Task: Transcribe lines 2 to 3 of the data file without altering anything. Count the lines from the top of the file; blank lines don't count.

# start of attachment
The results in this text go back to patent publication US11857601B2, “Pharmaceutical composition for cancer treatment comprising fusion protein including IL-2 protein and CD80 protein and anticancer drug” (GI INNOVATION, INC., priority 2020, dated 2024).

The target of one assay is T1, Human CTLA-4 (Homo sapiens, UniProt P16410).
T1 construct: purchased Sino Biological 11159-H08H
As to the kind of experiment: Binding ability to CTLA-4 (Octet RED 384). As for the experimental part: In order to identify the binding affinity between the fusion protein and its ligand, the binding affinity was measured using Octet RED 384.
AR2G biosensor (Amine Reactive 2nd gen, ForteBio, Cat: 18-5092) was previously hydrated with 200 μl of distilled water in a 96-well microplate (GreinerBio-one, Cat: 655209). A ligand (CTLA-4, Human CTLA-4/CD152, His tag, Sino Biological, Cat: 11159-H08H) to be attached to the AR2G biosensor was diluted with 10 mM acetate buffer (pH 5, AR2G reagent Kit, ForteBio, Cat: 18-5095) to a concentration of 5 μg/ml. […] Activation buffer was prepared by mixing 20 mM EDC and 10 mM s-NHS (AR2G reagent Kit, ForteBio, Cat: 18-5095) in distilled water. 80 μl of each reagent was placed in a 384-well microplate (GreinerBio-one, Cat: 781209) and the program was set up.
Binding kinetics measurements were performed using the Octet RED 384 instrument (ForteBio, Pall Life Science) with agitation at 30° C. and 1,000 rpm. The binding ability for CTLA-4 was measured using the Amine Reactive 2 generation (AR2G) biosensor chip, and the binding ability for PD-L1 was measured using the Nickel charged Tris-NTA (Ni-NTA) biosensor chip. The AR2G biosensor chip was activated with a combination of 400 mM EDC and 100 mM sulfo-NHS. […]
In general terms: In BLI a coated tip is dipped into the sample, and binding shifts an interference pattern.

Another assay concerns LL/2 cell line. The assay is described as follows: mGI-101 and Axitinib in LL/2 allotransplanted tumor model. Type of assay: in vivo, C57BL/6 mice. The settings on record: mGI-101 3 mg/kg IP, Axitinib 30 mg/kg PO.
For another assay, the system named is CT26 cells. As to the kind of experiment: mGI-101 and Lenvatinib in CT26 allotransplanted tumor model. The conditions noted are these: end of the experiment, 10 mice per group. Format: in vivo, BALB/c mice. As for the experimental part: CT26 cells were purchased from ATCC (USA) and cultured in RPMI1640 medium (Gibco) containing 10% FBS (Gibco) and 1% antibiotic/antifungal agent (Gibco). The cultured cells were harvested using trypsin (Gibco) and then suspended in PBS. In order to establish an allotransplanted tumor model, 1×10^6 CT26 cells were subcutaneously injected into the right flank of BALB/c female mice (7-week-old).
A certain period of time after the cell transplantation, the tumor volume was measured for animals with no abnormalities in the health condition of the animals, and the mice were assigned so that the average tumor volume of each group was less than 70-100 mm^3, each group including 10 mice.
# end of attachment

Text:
The target of one assay is T1, Human CTLA-4 (Homo sapiens, UniProt P16410).
T1 construct: purchased Sino Biological 11159-H08H